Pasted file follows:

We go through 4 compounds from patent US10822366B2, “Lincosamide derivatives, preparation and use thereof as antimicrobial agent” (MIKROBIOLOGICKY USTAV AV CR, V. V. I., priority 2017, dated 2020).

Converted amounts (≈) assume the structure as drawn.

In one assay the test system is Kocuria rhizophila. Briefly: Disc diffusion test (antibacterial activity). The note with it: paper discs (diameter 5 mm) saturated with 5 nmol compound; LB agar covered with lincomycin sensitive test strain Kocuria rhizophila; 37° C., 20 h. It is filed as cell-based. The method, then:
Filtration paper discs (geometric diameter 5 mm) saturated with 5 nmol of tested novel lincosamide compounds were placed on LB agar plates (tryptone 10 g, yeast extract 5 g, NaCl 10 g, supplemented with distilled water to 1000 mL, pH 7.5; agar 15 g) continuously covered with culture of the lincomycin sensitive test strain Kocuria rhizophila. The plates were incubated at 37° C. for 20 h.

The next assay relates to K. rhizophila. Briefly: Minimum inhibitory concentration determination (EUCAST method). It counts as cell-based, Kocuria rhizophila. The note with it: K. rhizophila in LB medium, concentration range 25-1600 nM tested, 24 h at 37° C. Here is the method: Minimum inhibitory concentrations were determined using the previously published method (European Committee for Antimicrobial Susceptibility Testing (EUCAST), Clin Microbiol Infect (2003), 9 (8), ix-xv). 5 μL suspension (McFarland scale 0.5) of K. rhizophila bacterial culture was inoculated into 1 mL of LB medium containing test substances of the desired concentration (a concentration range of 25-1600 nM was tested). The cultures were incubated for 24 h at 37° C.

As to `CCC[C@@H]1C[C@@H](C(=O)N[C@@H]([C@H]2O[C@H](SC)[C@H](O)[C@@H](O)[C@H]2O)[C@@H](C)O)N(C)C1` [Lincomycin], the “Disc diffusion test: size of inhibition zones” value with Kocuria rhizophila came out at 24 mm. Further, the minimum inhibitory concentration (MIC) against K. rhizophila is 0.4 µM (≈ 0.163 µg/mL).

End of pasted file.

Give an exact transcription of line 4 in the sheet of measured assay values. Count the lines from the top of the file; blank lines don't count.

Filtration paper discs (geometric diameter 5 mm) saturated with 5 nmol of tested novel lincosamide compounds were placed on LB agar plates (tryptone 10 g, yeast extract 5 g, NaCl 10 g, supplemented with distilled water to 1000 mL, pH 7.5; agar 15 g) continuously covered with culture of the lincomycin sensitive test strain Kocuria rhizophila. The plates were incubated at 37° C. for 20 h.